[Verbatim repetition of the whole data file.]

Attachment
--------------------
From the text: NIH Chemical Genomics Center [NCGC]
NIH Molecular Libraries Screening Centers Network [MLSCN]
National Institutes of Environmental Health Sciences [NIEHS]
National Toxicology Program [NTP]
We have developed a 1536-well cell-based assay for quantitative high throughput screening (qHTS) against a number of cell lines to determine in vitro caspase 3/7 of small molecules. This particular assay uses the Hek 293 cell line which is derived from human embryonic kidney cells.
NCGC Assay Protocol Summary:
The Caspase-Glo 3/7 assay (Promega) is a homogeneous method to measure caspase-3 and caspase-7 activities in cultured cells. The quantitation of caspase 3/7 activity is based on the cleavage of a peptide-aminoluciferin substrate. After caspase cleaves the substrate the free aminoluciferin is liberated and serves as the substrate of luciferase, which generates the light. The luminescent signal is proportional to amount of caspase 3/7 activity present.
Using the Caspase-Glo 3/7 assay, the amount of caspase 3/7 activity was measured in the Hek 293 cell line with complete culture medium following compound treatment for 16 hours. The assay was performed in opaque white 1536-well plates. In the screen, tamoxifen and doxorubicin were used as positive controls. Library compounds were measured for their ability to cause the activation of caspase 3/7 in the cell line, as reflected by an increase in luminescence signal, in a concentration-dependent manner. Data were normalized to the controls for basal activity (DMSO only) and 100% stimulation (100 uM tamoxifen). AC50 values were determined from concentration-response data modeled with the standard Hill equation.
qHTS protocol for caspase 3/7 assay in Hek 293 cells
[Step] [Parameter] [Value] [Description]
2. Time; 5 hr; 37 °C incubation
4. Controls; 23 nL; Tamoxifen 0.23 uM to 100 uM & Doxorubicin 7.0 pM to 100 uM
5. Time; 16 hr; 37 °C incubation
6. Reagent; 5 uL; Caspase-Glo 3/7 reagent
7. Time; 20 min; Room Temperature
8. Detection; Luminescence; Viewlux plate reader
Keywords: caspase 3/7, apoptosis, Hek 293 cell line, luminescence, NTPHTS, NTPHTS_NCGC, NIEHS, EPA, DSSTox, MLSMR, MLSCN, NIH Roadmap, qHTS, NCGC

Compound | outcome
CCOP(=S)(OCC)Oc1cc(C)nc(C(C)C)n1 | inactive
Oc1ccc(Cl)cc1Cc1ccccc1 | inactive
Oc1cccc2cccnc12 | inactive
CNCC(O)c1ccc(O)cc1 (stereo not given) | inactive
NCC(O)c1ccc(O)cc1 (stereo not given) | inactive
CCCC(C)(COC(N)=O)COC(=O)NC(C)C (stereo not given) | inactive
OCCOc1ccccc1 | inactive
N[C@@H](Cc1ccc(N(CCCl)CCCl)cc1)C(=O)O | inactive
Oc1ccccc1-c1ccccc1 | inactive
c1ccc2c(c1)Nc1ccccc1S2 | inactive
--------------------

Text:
From the text: NIH Chemical Genomics Center [NCGC]
NIH Molecular Libraries Screening Centers Network [MLSCN]
National Institutes of Environmental Health Sciences [NIEHS]
National Toxicology Program [NTP]
We have developed a 1536-well cell-based assay for quantitative high throughput screening (qHTS) against a number of cell lines to determine in vitro caspase 3/7 of small molecules. This particular assay uses the Hek 293 cell line which is derived from human embryonic kidney cells.
NCGC Assay Protocol Summary:
The Caspase-Glo 3/7 assay (Promega) is a homogeneous method to measure caspase-3 and caspase-7 activities in cultured cells. The quantitation of caspase 3/7 activity is based on the cleavage of a peptide-aminoluciferin substrate. After caspase cleaves the substrate the free aminoluciferin is liberated and serves as the substrate of luciferase, which generates the light. The luminescent signal is proportional to amount of caspase 3/7 activity present.
Using the Caspase-Glo 3/7 assay, the amount of caspase 3/7 activity was measured in the Hek 293 cell line with complete culture medium following compound treatment for 16 hours. The assay was performed in opaque white 1536-well plates. In the screen, tamoxifen and doxorubicin were used as positive controls. Library compounds were measured for their ability to cause the activation of caspase 3/7 in the cell line, as reflected by an increase in luminescence signal, in a concentration-dependent manner. Data were normalized to the controls for basal activity (DMSO only) and 100% stimulation (100 uM tamoxifen). AC50 values were determined from concentration-response data modeled with the standard Hill equation.
qHTS protocol for caspase 3/7 assay in Hek 293 cells
[Step] [Parameter] [Value] [Description]
2. Time; 5 hr; 37 °C incubation
4. Controls; 23 nL; Tamoxifen 0.23 uM to 100 uM & Doxorubicin 7.0 pM to 100 uM
5. Time; 16 hr; 37 °C incubation
6. Reagent; 5 uL; Caspase-Glo 3/7 reagent
7. Time; 20 min; Room Temperature
8. Detection; Luminescence; Viewlux plate reader
Keywords: caspase 3/7, apoptosis, Hek 293 cell line, luminescence, NTPHTS, NTPHTS_NCGC, NIEHS, EPA, DSSTox, MLSMR, MLSCN, NIH Roadmap, qHTS, NCGC

Compound | outcome
CCOP(=S)(OCC)Oc1cc(C)nc(C(C)C)n1 | inactive
Oc1ccc(Cl)cc1Cc1ccccc1 | inactive
Oc1cccc2cccnc12 | inactive
CNCC(O)c1ccc(O)cc1 (stereo not given) | inactive
NCC(O)c1ccc(O)cc1 (stereo not given) | inactive
CCCC(C)(COC(N)=O)COC(=O)NC(C)C (stereo not given) | inactive
OCCOc1ccccc1 | inactive
N[C@@H](Cc1ccc(N(CCCl)CCCl)cc1)C(=O)O | inactive
Oc1ccccc1-c1ccccc1 | inactive
c1ccc2c(c1)Nc1ccccc1S2 | inactive